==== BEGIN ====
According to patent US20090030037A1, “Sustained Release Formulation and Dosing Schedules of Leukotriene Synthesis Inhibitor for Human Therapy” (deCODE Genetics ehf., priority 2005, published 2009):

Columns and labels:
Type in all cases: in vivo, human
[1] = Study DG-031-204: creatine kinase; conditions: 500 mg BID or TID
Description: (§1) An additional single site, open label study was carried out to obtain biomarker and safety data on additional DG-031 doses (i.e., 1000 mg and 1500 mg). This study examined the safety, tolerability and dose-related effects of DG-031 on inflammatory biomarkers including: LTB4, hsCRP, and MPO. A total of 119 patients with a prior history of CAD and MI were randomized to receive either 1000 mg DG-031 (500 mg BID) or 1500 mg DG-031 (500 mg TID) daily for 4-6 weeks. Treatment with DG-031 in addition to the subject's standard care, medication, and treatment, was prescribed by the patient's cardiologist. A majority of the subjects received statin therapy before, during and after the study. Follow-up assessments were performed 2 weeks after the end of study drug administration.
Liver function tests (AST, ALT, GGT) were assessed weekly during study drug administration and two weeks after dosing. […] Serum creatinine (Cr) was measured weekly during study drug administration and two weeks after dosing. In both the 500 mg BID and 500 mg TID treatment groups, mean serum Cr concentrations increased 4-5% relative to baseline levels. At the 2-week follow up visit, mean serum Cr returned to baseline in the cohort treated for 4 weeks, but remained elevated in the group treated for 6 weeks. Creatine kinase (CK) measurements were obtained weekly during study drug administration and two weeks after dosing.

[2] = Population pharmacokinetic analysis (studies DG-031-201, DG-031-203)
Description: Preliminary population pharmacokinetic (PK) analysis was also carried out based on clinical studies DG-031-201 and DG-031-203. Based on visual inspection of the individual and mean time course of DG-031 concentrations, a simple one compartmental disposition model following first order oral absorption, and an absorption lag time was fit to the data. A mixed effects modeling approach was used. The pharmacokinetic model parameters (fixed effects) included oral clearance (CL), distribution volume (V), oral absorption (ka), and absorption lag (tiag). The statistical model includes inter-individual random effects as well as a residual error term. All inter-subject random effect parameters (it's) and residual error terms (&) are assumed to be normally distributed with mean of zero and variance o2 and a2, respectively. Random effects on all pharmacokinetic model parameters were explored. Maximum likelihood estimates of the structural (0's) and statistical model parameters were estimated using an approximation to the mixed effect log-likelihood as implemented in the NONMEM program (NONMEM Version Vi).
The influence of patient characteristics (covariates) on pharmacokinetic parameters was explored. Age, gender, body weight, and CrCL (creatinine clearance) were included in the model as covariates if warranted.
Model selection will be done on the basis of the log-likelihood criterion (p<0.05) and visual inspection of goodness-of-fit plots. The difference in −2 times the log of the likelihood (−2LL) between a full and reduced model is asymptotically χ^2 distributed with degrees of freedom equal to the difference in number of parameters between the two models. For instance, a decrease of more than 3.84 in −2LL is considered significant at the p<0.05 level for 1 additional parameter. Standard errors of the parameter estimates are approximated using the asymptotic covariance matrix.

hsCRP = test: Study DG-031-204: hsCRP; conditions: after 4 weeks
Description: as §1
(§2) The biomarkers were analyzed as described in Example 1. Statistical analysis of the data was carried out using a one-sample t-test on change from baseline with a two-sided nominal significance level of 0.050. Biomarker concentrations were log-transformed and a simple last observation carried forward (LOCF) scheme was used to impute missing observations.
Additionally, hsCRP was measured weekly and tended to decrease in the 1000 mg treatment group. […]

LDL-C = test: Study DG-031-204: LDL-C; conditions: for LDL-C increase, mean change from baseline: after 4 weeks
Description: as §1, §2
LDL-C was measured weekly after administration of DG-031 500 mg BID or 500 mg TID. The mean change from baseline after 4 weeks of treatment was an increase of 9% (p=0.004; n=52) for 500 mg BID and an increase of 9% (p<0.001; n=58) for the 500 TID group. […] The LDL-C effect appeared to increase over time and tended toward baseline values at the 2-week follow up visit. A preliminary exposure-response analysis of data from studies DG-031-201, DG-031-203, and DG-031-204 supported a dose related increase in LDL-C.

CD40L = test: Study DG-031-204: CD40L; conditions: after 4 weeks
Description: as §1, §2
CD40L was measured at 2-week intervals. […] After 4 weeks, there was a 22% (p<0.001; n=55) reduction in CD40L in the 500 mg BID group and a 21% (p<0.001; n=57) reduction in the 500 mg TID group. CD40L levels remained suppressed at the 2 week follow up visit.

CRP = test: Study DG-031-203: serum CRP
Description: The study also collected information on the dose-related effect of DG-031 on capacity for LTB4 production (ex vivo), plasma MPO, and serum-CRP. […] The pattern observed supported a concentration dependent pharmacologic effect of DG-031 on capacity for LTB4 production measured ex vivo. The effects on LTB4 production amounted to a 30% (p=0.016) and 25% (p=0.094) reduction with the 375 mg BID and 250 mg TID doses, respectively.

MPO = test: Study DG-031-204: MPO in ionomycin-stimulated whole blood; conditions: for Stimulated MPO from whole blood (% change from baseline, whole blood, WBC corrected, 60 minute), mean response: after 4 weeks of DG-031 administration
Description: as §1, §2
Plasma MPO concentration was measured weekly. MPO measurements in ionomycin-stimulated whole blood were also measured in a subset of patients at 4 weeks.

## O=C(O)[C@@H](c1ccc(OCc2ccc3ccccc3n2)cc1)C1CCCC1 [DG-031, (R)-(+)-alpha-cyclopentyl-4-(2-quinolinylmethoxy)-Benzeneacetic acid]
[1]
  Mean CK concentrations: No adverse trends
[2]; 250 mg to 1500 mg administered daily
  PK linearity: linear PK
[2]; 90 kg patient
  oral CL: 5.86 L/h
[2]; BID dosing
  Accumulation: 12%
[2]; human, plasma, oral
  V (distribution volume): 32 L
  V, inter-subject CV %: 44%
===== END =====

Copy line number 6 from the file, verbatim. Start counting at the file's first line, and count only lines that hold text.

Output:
Liver function tests (AST, ALT, GGT) were assessed weekly during study drug administration and two weeks after dosing. […] Serum creatinine (Cr) was measured weekly during study drug administration and two weeks after dosing. In both the 500 mg BID and 500 mg TID treatment groups, mean serum Cr concentrations increased 4-5% relative to baseline levels. At the 2-week follow up visit, mean serum Cr returned to baseline in the cohort treated for 4 weeks, but remained elevated in the group treated for 6 weeks. Creatine kinase (CK) measurements were obtained weekly during study drug administration and two weeks after dosing.